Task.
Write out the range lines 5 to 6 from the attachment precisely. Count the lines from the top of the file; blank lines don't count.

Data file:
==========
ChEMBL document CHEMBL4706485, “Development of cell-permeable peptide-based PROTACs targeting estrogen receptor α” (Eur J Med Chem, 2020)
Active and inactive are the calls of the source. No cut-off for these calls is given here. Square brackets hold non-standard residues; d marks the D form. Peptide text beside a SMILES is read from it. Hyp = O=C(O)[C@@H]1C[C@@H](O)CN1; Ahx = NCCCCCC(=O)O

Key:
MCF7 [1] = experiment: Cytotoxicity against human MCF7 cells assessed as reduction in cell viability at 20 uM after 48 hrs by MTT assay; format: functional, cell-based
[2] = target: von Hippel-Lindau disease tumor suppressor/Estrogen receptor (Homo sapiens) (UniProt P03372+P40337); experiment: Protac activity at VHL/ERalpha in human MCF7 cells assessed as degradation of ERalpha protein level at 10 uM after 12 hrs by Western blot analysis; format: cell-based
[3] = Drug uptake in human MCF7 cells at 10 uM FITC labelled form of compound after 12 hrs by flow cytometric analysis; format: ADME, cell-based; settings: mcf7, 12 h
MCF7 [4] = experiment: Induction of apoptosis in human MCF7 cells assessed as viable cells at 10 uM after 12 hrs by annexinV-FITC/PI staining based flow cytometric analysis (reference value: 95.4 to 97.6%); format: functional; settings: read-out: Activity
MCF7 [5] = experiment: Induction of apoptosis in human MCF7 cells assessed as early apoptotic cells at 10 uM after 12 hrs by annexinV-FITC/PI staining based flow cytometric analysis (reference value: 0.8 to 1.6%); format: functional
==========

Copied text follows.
[2] = target: von Hippel-Lindau disease tumor suppressor/Estrogen receptor (Homo sapiens) (UniProt P03372+P40337); experiment: Protac activity at VHL/ERalpha in human MCF7 cells assessed as degradation of ERalpha protein level at 10 uM after 12 hrs by Western blot analysis; format: cell-based
[3] = Drug uptake in human MCF7 cells at 10 uM FITC labelled form of compound after 12 hrs by flow cytometric analysis; format: ADME, cell-based; settings: mcf7, 12 h